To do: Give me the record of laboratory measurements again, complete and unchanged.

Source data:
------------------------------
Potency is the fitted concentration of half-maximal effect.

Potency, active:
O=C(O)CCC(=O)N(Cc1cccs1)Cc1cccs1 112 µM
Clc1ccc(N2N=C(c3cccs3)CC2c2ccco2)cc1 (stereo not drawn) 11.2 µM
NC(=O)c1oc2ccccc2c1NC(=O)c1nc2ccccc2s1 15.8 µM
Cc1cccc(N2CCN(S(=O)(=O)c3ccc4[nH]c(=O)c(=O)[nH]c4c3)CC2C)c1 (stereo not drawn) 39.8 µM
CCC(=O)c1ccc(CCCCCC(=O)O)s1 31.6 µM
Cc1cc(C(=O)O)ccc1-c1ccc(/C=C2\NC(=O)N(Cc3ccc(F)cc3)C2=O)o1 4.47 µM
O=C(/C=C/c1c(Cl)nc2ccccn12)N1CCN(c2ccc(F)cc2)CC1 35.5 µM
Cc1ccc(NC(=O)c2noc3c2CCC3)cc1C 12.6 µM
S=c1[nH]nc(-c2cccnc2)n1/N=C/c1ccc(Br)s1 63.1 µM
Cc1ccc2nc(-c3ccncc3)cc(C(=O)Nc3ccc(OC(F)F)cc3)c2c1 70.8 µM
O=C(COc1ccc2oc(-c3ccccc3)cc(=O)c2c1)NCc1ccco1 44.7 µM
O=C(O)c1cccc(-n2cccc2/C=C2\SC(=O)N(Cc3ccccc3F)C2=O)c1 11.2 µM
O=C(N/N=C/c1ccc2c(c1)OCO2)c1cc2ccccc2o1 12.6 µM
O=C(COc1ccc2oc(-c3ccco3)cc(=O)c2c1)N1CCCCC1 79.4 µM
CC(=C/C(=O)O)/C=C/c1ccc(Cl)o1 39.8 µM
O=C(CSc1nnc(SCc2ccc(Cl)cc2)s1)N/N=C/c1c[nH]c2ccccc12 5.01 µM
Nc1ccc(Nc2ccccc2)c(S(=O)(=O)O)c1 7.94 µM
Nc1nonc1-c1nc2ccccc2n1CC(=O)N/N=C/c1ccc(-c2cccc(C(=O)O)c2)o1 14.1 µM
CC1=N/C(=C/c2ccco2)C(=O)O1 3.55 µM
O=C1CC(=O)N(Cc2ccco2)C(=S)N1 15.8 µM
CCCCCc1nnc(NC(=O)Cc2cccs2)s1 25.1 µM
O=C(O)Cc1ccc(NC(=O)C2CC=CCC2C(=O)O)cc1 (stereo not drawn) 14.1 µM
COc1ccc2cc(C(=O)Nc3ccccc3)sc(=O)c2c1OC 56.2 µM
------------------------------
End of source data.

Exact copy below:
Potency is the fitted concentration of half-maximal effect.

Potency, active:
O=C(O)CCC(=O)N(Cc1cccs1)Cc1cccs1 112 µM
Clc1ccc(N2N=C(c3cccs3)CC2c2ccco2)cc1 (stereo not drawn) 11.2 µM
NC(=O)c1oc2ccccc2c1NC(=O)c1nc2ccccc2s1 15.8 µM
Cc1cccc(N2CCN(S(=O)(=O)c3ccc4[nH]c(=O)c(=O)[nH]c4c3)CC2C)c1 (stereo not drawn) 39.8 µM
CCC(=O)c1ccc(CCCCCC(=O)O)s1 31.6 µM
Cc1cc(C(=O)O)ccc1-c1ccc(/C=C2\NC(=O)N(Cc3ccc(F)cc3)C2=O)o1 4.47 µM
O=C(/C=C/c1c(Cl)nc2ccccn12)N1CCN(c2ccc(F)cc2)CC1 35.5 µM
Cc1ccc(NC(=O)c2noc3c2CCC3)cc1C 12.6 µM
S=c1[nH]nc(-c2cccnc2)n1/N=C/c1ccc(Br)s1 63.1 µM
Cc1ccc2nc(-c3ccncc3)cc(C(=O)Nc3ccc(OC(F)F)cc3)c2c1 70.8 µM
O=C(COc1ccc2oc(-c3ccccc3)cc(=O)c2c1)NCc1ccco1 44.7 µM
O=C(O)c1cccc(-n2cccc2/C=C2\SC(=O)N(Cc3ccccc3F)C2=O)c1 11.2 µM
O=C(N/N=C/c1ccc2c(c1)OCO2)c1cc2ccccc2o1 12.6 µM
O=C(COc1ccc2oc(-c3ccco3)cc(=O)c2c1)N1CCCCC1 79.4 µM
CC(=C/C(=O)O)/C=C/c1ccc(Cl)o1 39.8 µM
O=C(CSc1nnc(SCc2ccc(Cl)cc2)s1)N/N=C/c1c[nH]c2ccccc12 5.01 µM
Nc1ccc(Nc2ccccc2)c(S(=O)(=O)O)c1 7.94 µM
Nc1nonc1-c1nc2ccccc2n1CC(=O)N/N=C/c1ccc(-c2cccc(C(=O)O)c2)o1 14.1 µM
CC1=N/C(=C/c2ccco2)C(=O)O1 3.55 µM
O=C1CC(=O)N(Cc2ccco2)C(=S)N1 15.8 µM
CCCCCc1nnc(NC(=O)Cc2cccs2)s1 25.1 µM
O=C(O)Cc1ccc(NC(=O)C2CC=CCC2C(=O)O)cc1 (stereo not drawn) 14.1 µM
COc1ccc2cc(C(=O)Nc3ccccc3)sc(=O)c2c1OC 56.2 µM